35.    Google augmented reality glasses   http://www.readwriteweb.com/archives/google_cloud_glasses_could_come_soon_what_would_th.php  “…Google Glasses…may be an option soon, if a reliable report today that the company is in "late prototype stages" on just such a product, proves accurate…what would fashionable cloud (connected) glasses really mean? How might they change what it means to be human and to live in this world?...they certainly could have a deep impact for those who wear them - and possibly for those who are seen through them as well…Weintraub asserts…[Google is] "in late prototype stages of wearable glasses that look similar to thick-rimmed glasses that 'normal people' wear. However, these provide a display with a heads up computer interface. There are a few buttons on the arms of the glasses, but otherwise, they could be mistaken for normal glasses…According to our source, it communicates directly with the Cloud over IP"...We do not have a release date for this new device, but we know that Google Co-founder Sergey Brin is closely associated with the project and it will be Google-branded hardware." From battery power to proper contextual understanding of a user's location to price to form factor - there are a lot of problems that Google is going to have to solve beyond the imagery and signal reception. Cellular devices are now so small and so cheap that connectivity is probably one of the easier problems the secret team is working on…”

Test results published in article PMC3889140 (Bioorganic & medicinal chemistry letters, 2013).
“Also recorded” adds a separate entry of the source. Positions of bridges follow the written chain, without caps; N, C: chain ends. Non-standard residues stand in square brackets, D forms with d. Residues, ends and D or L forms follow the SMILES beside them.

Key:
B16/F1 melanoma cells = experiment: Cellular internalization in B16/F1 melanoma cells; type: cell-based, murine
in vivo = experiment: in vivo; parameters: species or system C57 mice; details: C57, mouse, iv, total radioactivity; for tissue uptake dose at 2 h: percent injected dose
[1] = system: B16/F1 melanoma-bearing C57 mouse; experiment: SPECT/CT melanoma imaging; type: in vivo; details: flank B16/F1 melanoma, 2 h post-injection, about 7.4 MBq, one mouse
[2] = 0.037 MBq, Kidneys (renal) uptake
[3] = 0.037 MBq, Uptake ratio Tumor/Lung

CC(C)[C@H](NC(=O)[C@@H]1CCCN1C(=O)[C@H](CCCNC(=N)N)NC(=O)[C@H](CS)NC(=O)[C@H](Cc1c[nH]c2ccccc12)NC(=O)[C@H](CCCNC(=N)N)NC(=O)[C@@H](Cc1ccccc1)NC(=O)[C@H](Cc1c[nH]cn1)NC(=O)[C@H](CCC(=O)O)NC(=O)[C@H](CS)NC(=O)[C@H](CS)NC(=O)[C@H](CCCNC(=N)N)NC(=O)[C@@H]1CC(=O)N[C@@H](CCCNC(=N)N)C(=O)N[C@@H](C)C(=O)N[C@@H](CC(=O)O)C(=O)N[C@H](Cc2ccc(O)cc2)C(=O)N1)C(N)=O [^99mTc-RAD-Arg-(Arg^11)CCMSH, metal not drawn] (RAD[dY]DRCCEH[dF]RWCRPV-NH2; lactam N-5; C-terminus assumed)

36.    SpaceX selling model rockets  http://rocketry.wordpress.com/2011/12/08/will-spacex-be-selling-model-rockets/  “…SpaceX will enter the world of model rockets pretty soon? A 18mm model version of its Falcon9 with Dragon spacecraft is listed at Amazon.com…Now you can build and fly your own 1:88 scale model of SpaceX’s Falcon 9 rocket with the Dragon spacecraft. With molded nose and tail…the finished model stands…22.8 in tall…The kit includes molded transparent fins for flight, which can be removed for display. Dual parachutes return the Falcon 9 and Dragon spacecraft separately to Earth…Model rocket engines (recommended A8-3, B6-4, C6-5)…Designed by SpaceX, and tooled and manufactured in California…”
Open Source Hardware